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 Brian Joseph Friel 

Brian Friel (born 9 January 1929) is an Irish dramatist and theatre director, originally from Northern Irelandmarker, now a resident of the Republic of Irelandmarker.


Friel was born in Omaghmarker, County Tyrone, the son of Patrick "Paddy" Friel. His father was a primary school teacher and later a councillor (or 'corporater') on Londonderry Corporation (as it was, up until 1970, officially called), the local city council in Derrymarker. Friel's mother, Mary McLoone, was postmistress of Glentiesmarker, County Donegalmarker (Ulf Dantanus provides the most detail regarding Friel's parents and grandparents, see Books below). He attended St Columb's College in Derry, received his B. A. from St. Patrick's College, Maynooth (1945-48), and qualified as a teacher at St. Joseph's Training College in Belfastmarker, 1949-50. He married Anne Morrison in 1954, with whom he has four daughters and one son; they remain married. Between 1950 and 1960, he worked as a Maths teacher in the Derry primary and intermediate school system, taking leave in 1960 to pursue a career as writer, living off his savings. In 1966, the Friels moved from 13 Malborough Street, Derry to Muff, County Donegal, eventually settling outside Greencastlemarker, County Donegal.

He was appointed to the Seanad Éireann in 1987 and served until 1989. In 1989, BBC Radio launched a "Brian Friel Season", a series devoted a six-play season to his work, He was the first living playwright to receive such an honour. In 1999 (April-August), Friel's 70th birthday was celebrated in Dublin with the Friel Festival, during which ten of his plays were staged or presented as dramatic readings throughout Dublin. A conference, National Library exhibition, film screenings, outreach programs, pre-show talks, and the launching of a special issue of The Irish University Review devoted to the playwright ran in conjunction with the festival. In 1999, he also received a lifetime achievement award from the Irish Times.

On 22 January 2006 Friel was presented with a gold Torc by President Mary McAleese in recognition of his election as a Saoi by the members of Aosdána. Only seven members of Aosdána can hold this honour at any one time, and Friel joined fellow Saoithe Louis le Brocquy, Patrick Scott, Camille Souter, Seamus Heaney, Seóirse Bodley, and Anthony Cronin. On acceptance of the gold Torc, Friel quipped, "I knew that being made a Saoi, really getting this award, is extreme unction; it is a final anointment--Aosdana's last rites."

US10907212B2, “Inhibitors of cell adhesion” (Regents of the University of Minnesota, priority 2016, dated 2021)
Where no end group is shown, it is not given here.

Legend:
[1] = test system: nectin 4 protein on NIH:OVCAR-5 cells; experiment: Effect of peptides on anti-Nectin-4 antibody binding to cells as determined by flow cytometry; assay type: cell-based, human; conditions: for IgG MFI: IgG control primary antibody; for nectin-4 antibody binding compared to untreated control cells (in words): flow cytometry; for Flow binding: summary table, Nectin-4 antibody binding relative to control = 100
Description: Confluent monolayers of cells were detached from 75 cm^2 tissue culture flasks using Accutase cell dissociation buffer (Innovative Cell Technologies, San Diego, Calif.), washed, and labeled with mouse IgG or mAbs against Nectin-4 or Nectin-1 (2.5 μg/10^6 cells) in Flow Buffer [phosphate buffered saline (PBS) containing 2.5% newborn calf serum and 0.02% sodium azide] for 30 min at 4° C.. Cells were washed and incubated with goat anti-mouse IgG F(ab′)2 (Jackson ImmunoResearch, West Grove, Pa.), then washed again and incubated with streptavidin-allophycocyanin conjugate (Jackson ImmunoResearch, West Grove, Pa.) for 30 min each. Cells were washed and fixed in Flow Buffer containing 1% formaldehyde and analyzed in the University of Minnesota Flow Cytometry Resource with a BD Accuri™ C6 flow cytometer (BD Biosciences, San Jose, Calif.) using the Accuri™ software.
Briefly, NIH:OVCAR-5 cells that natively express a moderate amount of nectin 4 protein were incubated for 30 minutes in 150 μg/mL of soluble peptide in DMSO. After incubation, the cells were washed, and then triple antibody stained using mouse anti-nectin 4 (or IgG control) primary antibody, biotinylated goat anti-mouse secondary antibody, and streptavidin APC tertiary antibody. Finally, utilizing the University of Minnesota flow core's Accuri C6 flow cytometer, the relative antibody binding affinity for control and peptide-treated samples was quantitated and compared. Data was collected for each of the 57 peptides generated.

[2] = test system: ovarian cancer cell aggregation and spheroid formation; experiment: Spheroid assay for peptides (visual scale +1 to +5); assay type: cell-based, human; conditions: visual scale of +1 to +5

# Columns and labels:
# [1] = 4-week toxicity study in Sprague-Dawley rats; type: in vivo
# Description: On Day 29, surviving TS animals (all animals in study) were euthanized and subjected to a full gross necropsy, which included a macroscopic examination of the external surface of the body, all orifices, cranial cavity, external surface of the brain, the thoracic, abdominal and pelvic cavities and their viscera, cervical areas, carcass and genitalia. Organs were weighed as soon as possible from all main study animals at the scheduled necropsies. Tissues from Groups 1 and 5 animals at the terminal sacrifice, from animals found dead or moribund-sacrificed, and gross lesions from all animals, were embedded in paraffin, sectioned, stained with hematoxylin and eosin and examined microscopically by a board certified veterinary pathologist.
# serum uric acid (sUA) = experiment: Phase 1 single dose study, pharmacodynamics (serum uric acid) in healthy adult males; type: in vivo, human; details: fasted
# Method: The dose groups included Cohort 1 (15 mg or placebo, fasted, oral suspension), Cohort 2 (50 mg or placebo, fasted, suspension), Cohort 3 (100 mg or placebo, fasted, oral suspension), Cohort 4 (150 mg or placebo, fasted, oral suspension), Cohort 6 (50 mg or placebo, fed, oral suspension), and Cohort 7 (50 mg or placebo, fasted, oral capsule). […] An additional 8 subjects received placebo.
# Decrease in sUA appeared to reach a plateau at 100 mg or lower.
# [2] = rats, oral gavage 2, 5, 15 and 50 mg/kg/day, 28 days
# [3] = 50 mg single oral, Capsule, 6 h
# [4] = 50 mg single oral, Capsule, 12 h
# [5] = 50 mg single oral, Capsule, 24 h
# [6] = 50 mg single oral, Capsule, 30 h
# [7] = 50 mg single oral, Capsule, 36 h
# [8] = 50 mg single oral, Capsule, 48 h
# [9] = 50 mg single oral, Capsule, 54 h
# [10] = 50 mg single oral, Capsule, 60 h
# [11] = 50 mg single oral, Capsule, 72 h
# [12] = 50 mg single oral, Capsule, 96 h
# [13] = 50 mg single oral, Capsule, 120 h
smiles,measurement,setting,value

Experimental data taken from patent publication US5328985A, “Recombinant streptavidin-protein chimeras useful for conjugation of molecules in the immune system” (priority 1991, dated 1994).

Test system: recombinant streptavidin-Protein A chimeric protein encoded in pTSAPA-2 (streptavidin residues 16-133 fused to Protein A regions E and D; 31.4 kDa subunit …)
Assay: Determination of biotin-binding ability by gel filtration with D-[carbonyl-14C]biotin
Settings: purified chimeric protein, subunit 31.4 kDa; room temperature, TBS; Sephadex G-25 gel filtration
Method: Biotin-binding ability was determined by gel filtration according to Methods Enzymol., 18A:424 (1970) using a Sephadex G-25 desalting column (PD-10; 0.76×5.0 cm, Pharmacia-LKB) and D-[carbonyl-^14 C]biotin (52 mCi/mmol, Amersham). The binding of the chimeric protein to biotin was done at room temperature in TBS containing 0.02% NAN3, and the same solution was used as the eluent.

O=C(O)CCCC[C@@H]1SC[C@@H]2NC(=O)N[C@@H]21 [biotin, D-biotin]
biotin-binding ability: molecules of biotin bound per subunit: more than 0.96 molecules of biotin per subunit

In November 2008, The Queen's University of Belfastmarker announced its intention to build a new theatre complex and research centre, to be named The Brian Friel Theatre and Centre for Theatre Research.

To commemorate his 80th birthday in 2009, the Gate Theatre repeatedly staged three plays (Faith Healer, The Yalta Game, and Afterplay) during several weeks in September. In the midst of the Gate's productions, the Abbey Theatre presented "A Birthday Celebration for Brian Friel," on 13 September 2009 - an evening of staged readings (excerpts from Philadelphia, Here I Come!, Translations, and Dancing at Lughnasa), the performance of Friel-specific songs and nocturnes, and readings by Thomas Kilroy and Seamus Heaney. Although somewhat of a recluse, Friel attended the performance amid regular seating, received a cake while the audience sang "Happy Birthday," and mingled with well wishers afterwards.


1950s, 1960s, and 1970s

Friel began writing short stories for The New Yorker in 1959 and subsequently published two well-received collections: The Saucer of Larks (1962) and The Gold in the Sea (1966).

His first radio plays were produced by Ronald Mason for the BBC Northern Ireland Home Service in 1958: A Sort of Freedom (16 January 1958) and To This Hard House (24 April 1958). These were followed by A Doubtful Paradise, his first stage play, produced by the Ulster Group Theatre in late August 1960. While the play was politely received, such review titles as "Difficulties for cast in Group play" in the Belfast Telegraph and "New Ulster play at Group just avoids bathos" in The News Letter convey the play's reception.

While working as a struggling writer, Friel wrote 59 articles for The Irish Press, a Dublin-based newspaper, from April 1962 to August 1963; this diverse series included short stories, political editorials on life in Northern Ireland and Donegal, his travels to Dublin and New York City, and his childhood memories of Derry, Omagh, Belfast, and Donegal.